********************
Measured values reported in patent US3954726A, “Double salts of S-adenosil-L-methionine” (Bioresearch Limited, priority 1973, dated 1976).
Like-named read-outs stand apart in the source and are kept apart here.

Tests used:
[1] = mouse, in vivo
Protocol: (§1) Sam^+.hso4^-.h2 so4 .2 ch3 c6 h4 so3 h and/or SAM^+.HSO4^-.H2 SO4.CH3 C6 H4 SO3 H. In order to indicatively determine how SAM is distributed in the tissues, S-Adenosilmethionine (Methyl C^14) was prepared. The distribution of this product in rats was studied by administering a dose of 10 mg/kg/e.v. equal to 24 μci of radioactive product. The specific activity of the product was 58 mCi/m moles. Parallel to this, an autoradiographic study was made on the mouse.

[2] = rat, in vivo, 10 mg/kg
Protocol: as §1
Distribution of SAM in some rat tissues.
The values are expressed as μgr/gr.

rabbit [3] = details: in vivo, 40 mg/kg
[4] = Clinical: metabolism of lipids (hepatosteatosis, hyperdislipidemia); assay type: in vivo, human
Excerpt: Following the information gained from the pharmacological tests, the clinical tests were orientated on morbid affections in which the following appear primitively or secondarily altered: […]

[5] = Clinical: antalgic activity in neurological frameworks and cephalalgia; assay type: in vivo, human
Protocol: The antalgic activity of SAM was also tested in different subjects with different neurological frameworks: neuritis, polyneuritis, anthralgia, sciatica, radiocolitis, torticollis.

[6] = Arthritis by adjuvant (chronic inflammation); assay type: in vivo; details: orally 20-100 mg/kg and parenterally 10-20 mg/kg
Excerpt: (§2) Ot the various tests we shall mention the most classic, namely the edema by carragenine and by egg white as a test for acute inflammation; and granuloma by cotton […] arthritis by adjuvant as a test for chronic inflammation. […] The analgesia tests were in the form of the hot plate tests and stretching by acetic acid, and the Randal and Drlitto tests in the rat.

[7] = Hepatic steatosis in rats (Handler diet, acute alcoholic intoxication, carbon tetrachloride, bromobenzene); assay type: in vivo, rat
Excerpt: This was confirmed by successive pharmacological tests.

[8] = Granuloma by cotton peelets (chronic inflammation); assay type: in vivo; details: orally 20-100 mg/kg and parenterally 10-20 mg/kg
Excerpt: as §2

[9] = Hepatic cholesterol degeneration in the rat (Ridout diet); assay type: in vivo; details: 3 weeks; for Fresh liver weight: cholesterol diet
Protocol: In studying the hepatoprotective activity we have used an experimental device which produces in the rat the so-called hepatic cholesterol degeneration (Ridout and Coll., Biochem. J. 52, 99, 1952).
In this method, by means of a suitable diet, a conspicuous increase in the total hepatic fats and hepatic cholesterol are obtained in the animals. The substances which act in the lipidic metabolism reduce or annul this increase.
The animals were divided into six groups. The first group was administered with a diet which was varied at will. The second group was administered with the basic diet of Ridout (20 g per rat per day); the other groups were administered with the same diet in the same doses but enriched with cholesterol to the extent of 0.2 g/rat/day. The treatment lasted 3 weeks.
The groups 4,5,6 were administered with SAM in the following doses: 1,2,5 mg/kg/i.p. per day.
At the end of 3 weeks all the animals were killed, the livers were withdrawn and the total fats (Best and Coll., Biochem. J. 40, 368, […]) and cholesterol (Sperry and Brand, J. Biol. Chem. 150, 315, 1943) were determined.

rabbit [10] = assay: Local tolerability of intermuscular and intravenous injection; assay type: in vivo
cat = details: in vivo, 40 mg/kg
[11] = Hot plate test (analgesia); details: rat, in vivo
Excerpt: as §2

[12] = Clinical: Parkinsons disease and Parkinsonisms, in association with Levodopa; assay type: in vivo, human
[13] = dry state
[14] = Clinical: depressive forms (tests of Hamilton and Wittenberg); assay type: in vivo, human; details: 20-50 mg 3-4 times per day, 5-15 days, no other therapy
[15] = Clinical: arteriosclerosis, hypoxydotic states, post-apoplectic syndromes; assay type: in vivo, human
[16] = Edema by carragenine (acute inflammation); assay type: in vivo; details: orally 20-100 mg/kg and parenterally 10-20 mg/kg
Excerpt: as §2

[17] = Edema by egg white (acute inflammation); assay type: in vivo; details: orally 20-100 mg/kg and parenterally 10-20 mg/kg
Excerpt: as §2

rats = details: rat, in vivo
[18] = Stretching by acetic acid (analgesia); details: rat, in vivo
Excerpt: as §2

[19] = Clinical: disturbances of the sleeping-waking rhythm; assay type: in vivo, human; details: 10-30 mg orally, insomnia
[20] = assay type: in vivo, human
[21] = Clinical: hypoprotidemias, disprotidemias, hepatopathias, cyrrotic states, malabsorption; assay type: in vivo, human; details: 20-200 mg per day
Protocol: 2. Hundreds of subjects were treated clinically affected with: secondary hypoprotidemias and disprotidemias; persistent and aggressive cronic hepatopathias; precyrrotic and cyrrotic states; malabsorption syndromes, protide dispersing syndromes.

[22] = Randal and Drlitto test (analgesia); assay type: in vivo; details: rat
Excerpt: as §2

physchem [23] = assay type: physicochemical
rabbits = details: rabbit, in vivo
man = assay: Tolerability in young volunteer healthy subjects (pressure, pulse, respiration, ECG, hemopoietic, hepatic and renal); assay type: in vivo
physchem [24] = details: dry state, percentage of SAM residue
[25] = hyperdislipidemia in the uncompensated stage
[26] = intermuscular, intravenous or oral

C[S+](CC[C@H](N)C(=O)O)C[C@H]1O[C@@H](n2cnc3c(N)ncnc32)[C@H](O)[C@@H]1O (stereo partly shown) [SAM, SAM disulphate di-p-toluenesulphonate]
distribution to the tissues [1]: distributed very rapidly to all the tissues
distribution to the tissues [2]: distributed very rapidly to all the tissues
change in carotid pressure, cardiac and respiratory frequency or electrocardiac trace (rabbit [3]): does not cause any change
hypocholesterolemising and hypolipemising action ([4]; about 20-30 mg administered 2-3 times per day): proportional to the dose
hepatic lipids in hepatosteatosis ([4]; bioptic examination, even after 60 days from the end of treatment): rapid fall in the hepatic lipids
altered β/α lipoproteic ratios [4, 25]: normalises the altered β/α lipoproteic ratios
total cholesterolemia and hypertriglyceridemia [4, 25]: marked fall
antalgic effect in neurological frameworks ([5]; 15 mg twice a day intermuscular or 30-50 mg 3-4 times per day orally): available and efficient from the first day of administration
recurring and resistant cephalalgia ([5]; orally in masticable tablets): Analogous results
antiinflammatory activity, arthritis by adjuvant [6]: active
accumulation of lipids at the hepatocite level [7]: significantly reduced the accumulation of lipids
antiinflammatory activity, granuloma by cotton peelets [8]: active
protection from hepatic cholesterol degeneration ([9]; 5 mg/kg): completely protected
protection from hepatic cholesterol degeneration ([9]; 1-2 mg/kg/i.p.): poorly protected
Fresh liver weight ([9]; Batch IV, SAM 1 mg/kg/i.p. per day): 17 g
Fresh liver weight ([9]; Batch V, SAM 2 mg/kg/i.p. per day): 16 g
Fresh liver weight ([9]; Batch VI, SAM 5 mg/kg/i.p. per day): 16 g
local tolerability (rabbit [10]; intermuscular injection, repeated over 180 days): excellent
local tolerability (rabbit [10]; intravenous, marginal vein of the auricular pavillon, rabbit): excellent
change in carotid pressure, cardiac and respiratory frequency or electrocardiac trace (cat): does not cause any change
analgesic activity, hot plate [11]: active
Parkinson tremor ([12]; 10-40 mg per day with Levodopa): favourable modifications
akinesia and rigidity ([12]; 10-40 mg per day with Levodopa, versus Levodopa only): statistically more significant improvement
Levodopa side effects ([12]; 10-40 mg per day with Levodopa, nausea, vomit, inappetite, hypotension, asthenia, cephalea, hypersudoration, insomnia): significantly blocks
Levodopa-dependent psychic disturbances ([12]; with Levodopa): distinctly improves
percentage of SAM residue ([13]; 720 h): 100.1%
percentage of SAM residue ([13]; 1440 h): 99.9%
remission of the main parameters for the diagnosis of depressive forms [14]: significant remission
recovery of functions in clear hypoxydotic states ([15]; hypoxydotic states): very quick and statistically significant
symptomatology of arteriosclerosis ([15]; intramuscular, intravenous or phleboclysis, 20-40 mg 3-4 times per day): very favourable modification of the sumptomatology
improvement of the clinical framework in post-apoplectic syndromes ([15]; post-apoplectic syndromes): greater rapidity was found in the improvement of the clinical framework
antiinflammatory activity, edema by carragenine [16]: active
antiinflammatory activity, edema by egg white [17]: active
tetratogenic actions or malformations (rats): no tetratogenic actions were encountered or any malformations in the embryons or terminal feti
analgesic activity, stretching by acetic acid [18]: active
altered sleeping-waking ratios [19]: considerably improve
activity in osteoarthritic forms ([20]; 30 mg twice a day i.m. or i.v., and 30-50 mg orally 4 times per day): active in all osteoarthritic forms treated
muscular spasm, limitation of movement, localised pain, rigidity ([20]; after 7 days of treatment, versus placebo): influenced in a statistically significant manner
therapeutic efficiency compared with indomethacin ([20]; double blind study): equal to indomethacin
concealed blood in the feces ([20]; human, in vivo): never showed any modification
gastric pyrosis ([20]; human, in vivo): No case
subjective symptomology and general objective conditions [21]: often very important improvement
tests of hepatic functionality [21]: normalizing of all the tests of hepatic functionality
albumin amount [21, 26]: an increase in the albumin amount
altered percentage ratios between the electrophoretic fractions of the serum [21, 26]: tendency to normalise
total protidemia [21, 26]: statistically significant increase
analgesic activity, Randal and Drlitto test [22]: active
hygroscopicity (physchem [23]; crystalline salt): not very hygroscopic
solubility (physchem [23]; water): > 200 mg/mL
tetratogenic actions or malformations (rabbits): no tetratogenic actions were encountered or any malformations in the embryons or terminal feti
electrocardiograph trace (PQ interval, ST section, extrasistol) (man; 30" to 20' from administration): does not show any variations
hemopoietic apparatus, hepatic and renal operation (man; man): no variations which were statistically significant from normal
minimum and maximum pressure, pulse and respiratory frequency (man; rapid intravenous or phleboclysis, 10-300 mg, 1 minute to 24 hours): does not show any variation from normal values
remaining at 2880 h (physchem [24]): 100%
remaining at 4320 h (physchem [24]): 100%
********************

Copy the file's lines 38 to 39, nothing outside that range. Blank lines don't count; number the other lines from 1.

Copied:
Excerpt: as §2

rats = details: rat, in vivo